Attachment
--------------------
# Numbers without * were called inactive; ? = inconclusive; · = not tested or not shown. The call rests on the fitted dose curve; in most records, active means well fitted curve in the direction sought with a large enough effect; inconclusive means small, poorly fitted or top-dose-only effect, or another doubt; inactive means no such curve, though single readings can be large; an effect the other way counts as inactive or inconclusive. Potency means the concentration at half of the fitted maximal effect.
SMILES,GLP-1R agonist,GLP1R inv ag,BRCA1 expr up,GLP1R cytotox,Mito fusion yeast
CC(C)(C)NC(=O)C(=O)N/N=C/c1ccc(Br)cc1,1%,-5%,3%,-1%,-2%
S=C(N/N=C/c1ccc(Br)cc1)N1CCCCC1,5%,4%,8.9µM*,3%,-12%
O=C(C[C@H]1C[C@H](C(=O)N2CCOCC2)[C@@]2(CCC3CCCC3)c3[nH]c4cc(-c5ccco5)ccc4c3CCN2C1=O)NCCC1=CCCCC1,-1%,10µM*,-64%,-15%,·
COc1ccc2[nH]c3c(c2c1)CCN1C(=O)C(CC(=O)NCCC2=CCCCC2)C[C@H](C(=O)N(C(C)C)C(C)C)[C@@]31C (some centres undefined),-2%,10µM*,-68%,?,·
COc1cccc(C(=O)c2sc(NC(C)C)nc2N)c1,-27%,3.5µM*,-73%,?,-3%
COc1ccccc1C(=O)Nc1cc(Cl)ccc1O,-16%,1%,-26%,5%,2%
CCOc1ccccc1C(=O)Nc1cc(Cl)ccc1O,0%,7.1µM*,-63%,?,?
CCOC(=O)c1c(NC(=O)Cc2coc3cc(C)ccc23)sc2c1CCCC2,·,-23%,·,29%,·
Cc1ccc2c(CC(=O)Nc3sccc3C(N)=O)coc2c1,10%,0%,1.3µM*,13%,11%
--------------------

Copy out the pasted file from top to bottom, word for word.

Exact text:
# Numbers without * were called inactive; ? = inconclusive; · = not tested or not shown. The call rests on the fitted dose curve; in most records, active means well fitted curve in the direction sought with a large enough effect; inconclusive means small, poorly fitted or top-dose-only effect, or another doubt; inactive means no such curve, though single readings can be large; an effect the other way counts as inactive or inconclusive. Potency means the concentration at half of the fitted maximal effect.
SMILES,GLP-1R agonist,GLP1R inv ag,BRCA1 expr up,GLP1R cytotox,Mito fusion yeast
CC(C)(C)NC(=O)C(=O)N/N=C/c1ccc(Br)cc1,1%,-5%,3%,-1%,-2%
S=C(N/N=C/c1ccc(Br)cc1)N1CCCCC1,5%,4%,8.9µM*,3%,-12%
O=C(C[C@H]1C[C@H](C(=O)N2CCOCC2)[C@@]2(CCC3CCCC3)c3[nH]c4cc(-c5ccco5)ccc4c3CCN2C1=O)NCCC1=CCCCC1,-1%,10µM*,-64%,-15%,·
COc1ccc2[nH]c3c(c2c1)CCN1C(=O)C(CC(=O)NCCC2=CCCCC2)C[C@H](C(=O)N(C(C)C)C(C)C)[C@@]31C (some centres undefined),-2%,10µM*,-68%,?,·
COc1cccc(C(=O)c2sc(NC(C)C)nc2N)c1,-27%,3.5µM*,-73%,?,-3%
COc1ccccc1C(=O)Nc1cc(Cl)ccc1O,-16%,1%,-26%,5%,2%
CCOc1ccccc1C(=O)Nc1cc(Cl)ccc1O,0%,7.1µM*,-63%,?,?
CCOC(=O)c1c(NC(=O)Cc2coc3cc(C)ccc23)sc2c1CCCC2,·,-23%,·,29%,·
Cc1ccc2c(CC(=O)Nc3sccc3C(N)=O)coc2c1,10%,0%,1.3µM*,13%,11%